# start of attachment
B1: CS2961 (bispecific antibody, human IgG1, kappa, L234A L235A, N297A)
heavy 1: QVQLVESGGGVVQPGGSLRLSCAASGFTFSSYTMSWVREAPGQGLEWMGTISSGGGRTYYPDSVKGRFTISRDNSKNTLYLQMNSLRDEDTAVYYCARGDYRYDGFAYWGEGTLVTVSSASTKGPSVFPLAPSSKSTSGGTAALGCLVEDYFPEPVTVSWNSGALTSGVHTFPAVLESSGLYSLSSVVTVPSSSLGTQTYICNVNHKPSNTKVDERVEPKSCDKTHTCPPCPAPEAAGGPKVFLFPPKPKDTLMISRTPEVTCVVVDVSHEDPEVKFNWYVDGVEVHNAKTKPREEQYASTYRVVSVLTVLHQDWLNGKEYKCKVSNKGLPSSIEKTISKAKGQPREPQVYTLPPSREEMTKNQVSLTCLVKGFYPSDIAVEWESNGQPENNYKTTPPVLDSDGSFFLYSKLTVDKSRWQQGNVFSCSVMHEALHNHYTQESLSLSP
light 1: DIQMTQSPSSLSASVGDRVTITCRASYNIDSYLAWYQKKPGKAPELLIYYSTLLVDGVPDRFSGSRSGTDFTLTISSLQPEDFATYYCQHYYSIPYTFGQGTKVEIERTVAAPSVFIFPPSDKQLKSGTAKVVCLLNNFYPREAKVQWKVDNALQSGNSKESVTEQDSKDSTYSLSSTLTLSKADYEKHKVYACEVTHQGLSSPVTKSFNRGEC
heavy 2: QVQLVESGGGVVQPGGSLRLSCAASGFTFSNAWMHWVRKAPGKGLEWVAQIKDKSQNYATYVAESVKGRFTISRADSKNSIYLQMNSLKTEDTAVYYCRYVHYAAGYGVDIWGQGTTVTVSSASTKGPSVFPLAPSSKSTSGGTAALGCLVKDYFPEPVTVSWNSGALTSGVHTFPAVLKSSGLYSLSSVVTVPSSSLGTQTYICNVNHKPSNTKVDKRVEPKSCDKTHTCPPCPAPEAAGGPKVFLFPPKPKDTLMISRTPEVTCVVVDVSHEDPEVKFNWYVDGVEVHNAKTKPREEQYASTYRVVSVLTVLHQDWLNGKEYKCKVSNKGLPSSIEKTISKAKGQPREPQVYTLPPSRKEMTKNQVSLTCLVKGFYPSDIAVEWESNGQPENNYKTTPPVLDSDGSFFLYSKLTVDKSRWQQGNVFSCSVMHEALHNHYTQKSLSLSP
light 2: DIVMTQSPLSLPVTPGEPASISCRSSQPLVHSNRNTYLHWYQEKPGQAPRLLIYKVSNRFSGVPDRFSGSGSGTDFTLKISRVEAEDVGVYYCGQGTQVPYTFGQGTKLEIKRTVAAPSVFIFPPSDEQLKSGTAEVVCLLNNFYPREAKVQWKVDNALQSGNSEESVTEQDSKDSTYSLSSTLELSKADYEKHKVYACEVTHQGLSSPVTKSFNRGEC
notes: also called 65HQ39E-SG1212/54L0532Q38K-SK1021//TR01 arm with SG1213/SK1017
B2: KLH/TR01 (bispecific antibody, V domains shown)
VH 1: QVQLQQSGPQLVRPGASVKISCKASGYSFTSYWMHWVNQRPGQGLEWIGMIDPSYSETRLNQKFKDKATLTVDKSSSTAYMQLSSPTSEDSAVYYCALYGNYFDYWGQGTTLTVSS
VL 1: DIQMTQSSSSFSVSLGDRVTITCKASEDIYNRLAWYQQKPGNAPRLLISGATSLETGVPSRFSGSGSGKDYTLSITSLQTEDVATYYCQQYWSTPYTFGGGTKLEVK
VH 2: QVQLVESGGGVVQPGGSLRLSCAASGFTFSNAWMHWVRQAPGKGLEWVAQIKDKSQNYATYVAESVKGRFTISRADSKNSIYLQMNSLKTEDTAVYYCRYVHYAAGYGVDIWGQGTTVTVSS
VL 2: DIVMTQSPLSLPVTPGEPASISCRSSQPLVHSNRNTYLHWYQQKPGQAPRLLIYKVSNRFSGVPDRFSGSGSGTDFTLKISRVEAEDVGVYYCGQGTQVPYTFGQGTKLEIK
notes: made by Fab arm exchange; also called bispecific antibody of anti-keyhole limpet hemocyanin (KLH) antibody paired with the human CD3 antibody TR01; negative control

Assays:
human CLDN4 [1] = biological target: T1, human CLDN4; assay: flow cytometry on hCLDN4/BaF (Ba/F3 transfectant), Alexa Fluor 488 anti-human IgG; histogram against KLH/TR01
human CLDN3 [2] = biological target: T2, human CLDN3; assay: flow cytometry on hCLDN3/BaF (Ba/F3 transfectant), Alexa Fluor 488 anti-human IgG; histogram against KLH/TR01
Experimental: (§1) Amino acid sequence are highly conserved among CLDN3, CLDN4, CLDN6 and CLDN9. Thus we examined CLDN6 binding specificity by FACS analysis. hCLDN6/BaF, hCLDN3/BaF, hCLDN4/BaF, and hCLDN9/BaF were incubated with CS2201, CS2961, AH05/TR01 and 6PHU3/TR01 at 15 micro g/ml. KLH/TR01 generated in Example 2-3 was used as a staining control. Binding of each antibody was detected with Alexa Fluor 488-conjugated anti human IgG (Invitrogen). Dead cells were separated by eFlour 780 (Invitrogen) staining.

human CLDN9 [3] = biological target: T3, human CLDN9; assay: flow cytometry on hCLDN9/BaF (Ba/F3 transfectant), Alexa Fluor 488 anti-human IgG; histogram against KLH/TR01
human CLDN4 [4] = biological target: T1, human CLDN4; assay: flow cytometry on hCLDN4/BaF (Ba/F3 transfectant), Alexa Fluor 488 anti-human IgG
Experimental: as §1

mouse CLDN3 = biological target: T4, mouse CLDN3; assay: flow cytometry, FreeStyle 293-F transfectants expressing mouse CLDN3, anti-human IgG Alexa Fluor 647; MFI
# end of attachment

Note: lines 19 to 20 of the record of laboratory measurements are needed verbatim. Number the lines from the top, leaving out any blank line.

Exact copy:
Experimental: as §1

mouse CLDN3 = biological target: T4, mouse CLDN3; assay: flow cytometry, FreeStyle 293-F transfectants expressing mouse CLDN3, anti-human IgG Alexa Fluor 647; MFI